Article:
Documentation and description of Karo, Brazil
|Depositor||Nilson Gabas Jr.|
|Collection Status||Collection online|
|Landing Page Handle||http://hdl.handle.net/2196/3cae5657-34a1-40ca-8fa1-f5dd2c1de33e|
Summary of the deposit
This collection aims to document and continue the description of Karo, a Tupian language spoken by approximately 130 Arara Indians in the Amazon region of Brazil. Although Karo is still the first language acquired by children, the small number of its speakers places Karo in danger of extinction.
The collection contains materials from the Arara people living on the Arara reservation, the Área Indígena Igarapé de Lourdes, in I’tâ Tap and Pay Kap, the two villages where the Arara live.
The Arara traditionally lived in a vast region that ranges from the Tarumã River to the Machadinho River. Part of this area now became the Indigenous Reservation where they presently live, together with their traditional enemies, the Gavião (Hawk) Indians, speakers of a cousin language.
The Arara are probably among the few groups of Rondônia who underwent a process of tribalisation. Short after their first contact, in mid 50’s, many died from diseases, and the remainder rapidly became involved in rubber gathering, working for different farmers of the region. It was only in the mid-60’s that an employee of the Bureau of Indian Affairs invited the Arara to live in a reservation set aside for them and the Gavião Indians. They accepted and live there until now.
In 1987, when Nilson Gabas Jr. started to work with the Arara community, they had recently moved from a village close to the Gavião’s village to a new one, called I’tâ Tap. At that time, they were 96. Recently, due to a conflict among two of the Arara chiefs, part of the community moved away to form a new village, called Pay Kap. Approximately 90 Indians live in the first village, and the remaining 40 Indians live at Pay Kap.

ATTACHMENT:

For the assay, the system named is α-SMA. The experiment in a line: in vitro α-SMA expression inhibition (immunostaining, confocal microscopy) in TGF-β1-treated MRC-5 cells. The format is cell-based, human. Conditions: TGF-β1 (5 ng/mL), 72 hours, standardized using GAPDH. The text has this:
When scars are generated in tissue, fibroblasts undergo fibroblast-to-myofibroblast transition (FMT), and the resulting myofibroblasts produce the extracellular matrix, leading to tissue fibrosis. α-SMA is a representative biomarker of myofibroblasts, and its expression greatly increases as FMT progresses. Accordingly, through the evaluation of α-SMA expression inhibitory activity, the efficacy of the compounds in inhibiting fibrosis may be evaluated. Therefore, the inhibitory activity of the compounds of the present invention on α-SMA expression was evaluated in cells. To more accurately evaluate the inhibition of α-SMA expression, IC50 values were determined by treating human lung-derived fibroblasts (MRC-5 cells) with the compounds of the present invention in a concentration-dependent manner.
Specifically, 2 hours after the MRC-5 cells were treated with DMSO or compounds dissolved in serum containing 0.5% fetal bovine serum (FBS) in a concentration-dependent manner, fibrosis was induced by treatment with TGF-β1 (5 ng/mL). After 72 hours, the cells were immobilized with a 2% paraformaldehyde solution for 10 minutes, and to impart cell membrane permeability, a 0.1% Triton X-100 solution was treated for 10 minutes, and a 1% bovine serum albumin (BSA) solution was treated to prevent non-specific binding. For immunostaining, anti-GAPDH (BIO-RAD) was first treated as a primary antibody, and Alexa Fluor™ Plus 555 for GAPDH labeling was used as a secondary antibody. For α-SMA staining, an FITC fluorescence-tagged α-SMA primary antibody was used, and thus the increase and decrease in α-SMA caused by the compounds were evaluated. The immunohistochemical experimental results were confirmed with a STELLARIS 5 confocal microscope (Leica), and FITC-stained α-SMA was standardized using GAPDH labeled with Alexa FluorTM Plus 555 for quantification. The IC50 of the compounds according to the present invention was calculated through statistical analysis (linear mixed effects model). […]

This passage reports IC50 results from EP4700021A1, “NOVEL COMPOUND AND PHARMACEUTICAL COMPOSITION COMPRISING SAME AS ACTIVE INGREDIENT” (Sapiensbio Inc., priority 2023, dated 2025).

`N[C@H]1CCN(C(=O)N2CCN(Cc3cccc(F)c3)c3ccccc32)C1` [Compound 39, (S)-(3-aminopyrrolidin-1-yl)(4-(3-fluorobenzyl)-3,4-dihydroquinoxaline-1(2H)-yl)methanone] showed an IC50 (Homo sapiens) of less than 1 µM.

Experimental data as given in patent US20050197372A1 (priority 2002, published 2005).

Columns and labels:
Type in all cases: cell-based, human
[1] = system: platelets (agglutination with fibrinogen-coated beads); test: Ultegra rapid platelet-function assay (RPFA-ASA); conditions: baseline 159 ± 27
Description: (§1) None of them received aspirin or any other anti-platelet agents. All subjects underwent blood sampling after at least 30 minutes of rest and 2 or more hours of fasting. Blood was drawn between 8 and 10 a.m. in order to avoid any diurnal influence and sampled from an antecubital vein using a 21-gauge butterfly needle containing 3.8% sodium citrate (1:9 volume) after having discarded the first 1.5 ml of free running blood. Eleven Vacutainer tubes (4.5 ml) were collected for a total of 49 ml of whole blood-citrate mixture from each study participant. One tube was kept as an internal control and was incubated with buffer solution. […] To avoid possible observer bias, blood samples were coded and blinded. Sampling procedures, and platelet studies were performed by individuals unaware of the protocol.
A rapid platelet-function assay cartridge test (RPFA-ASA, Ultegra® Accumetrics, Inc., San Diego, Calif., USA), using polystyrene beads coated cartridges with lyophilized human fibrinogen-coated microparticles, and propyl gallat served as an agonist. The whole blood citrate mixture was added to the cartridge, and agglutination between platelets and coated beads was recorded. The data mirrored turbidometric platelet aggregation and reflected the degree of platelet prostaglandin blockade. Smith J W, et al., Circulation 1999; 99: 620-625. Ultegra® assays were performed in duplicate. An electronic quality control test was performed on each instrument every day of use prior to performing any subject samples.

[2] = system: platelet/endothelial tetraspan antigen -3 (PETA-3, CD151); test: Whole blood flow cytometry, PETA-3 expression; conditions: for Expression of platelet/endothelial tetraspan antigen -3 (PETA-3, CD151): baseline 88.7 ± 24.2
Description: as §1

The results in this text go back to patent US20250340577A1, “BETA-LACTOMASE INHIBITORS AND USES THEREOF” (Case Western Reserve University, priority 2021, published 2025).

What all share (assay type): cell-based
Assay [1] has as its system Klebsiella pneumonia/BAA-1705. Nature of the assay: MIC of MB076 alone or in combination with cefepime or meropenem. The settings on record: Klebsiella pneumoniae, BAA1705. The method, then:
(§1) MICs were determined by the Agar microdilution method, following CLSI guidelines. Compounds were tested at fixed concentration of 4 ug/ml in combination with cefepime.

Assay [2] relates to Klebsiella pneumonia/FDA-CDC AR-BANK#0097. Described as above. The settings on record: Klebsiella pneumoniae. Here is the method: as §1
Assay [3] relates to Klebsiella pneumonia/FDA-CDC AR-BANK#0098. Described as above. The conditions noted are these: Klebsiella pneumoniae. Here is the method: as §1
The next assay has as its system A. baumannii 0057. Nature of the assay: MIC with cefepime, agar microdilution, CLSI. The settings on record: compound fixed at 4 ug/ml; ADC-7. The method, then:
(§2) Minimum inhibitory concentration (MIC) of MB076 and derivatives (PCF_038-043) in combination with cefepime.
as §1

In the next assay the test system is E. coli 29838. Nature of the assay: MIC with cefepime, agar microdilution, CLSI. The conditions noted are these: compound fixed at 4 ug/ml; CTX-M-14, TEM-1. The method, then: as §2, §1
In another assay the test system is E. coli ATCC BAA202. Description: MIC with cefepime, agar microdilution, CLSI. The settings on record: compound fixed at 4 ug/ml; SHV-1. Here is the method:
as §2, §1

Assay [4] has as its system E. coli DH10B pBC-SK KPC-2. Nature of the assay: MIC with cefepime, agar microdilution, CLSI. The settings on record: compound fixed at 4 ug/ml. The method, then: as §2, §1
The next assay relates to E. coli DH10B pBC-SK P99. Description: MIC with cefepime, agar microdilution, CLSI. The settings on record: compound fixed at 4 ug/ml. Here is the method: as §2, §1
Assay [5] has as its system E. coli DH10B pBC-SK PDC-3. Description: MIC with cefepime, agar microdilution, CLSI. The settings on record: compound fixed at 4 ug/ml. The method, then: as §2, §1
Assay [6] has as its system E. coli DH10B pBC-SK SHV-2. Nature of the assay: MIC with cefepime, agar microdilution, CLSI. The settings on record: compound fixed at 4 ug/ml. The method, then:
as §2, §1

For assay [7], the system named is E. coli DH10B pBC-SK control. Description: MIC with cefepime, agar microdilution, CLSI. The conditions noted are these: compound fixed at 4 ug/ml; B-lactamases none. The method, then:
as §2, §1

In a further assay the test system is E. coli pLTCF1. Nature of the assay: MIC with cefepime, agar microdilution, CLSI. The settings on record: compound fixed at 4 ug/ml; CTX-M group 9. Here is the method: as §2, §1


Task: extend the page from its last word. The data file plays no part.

The degree of endangerment of the language is relatively high. Although the language is still passed on to children, Portuguese is learned by everyone, and traditional kinship terms are not in use by younger generations. Portuguese is also the only language spoken by ten of the Arara Indians, including the chief of the second village. During the rubber extraction period, these Indians were raised by non-Indian families and did not have a chance to learn Karo. Speakers of both villages are in close contact with the neighbouring farmers, and Portuguese is the contact language for commerce and trading. Of the approximately 120 actual speakers of both villages, there are only six elder speakers who possess and maintain the traditional knowledge of the Karo language and culture. One of these speakers, sr. Cícero Arara, is a very well-known and respected shaman, already in his 70’s, and is willing to pass his knowledge through the methodology of video and audio recordings designed for this collection.